"Multitudes, multitudes in the valley of decision: for the day of the Lord is near in the valley of decision" (Joel 3:14).
We are tempted to make our own comments upon this word. Honoured men have preached from these statements rousing and profitable discourses; but we are bound, in the first instance, to know what the text really means: Multitudes in the valley of judgment; multitudes come together that they may be examined, criticised in the light of heaven, judged by the standard eternal and unchangeable. Why not accept that as the basis of an appeal to human intelligence and human conscience? There is to be a time of judgment, when the right and the left shall be specifically distinguished; when the bad and the good shall be known one from the other and separated for ever. Who undertakes this marvellous classification? Blessed be God, not man; thanks be unto heaven, we are to be judged by the Creator and not by the creature. What man could judge his brother? What does man know about his dearest friend? He knows nothing. We live upon appearances: life watched like a thief has yet a thousand cunning tricks of its own; the soul that would apparently walk in whiteness has visors thin as films which it draws over itself, and through which the most penetrating human eye cannot pierce. We might go further in this psychology and say, No man knows himself. To himself every man is a surprise; he stands back from many an action, and says, I did not think I could have acted so; I must have been possessed. When does the evildoer fail to plead suddenness of attack? He says he was surprised into this policy, or into this course of procedure. He says, excusing himself, If I had taken time to consider the whole circumstances, I should not have done so. He pleads that he was precipitated, that he was attacked when he was in a sort of panic, and therefore he begs that the sentence of the court of justice may be, if not annulled, yet graciously mitigated.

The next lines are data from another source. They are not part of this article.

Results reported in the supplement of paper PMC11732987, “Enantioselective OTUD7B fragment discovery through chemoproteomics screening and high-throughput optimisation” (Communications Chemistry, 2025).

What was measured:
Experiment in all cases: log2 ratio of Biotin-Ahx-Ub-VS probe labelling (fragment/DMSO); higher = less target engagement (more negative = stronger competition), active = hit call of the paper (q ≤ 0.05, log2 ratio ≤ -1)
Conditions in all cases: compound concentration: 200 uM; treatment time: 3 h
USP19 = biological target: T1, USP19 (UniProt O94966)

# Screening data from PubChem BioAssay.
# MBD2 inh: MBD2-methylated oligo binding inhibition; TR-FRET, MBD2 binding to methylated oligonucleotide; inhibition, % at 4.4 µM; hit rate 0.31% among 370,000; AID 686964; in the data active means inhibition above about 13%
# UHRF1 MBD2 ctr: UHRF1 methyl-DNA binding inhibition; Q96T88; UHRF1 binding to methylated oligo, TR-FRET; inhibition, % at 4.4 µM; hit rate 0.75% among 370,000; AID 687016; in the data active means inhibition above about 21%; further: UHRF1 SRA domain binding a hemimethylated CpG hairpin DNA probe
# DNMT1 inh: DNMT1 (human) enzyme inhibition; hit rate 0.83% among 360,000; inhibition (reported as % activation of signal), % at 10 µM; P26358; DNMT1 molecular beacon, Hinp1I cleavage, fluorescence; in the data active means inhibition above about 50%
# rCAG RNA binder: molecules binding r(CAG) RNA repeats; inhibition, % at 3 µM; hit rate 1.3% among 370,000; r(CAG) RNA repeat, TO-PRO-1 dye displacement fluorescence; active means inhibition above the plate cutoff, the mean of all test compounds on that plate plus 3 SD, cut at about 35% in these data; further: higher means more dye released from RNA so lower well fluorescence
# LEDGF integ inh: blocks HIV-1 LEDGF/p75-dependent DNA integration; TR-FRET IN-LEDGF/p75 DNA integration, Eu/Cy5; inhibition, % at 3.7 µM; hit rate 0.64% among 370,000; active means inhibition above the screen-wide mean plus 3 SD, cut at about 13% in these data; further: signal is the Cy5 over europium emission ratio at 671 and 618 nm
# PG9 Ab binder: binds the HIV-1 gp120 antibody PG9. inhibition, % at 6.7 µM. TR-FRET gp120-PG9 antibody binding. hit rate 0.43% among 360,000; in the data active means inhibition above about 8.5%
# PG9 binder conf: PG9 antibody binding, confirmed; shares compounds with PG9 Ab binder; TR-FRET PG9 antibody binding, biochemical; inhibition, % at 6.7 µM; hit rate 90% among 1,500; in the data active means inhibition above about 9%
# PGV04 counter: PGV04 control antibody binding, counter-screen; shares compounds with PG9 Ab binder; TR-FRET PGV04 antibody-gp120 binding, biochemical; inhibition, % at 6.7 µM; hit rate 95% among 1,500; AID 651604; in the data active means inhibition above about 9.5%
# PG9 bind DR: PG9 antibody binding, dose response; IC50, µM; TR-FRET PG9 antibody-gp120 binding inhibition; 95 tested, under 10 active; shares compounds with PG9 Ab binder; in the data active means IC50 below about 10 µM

Blessed be God, he is the Judge, and we bless his name in the capacity of judge, because he knows all. Man when judging can know but a little part God knows the mystery of heredity; the Lord knows what ancestor it is in us that is doing this deed or that. The Lord knows that he has a hard lot who was born last. Adam had nothing mysterious, perplexing, distracting; he was fresh from the Maker's hand. Be that Adam whom he may, the Adam of the Bible or the Adam of geology, no matter what Adam, the man that began the series of men had an easy lot compared to the lot the child will have who was born yesterday. All past tributaries flow into the river of the last birth. A man is not himself in any little, narrow, minute, measurable sense. Elizabeth said she felt the blood of a hundred kings in her veins, burning in anger, or rising in pride; we who are not in the line of kings nominally may be in a mysterious line nevertheless. The drunken ancestor; the diseased mind; the relative that died two hundred years ago a raving maniac; the saintly mother and the saintly grandmother, Eunice and Lois; the man that prayed all day, and thought the day too short because he had more to say to God; all these are in a man. What wonder if in the morning he blaspheme, and at night he pray, if this moment he rave like one in whose disordered brain "reason has lost her way," and the next moment be giving himself out in acts of love, in alms of tender pity and all-including charity? Who can judge him? Only the Lord. The Lord knows every drop of blood that is in the fountain of the heart; the Lord, the mighty Judge, presides over that fountain, and says concerning each drop, This tells of five centuries ago: this drop tells of the praying soul that importuned my throne, and took many blessings by gracious violence; this drop has in it bodily disease, poison generated a century since. He knows our frame, he remembereth that we are but dust; let him judge; let no man ascend the judgment seat. Many shall be first who were last, and many shall be last who were first; a great reversion of positions shall take place, because the Lord knoweth all things. He knows whether Iscariot wanted to murder Christ. If there be one good speck in Iscariot the Lord will lay his finger upon it; and he who said, "Father, forgive them, for they know not what they do," will save Iscariot if he can be saved.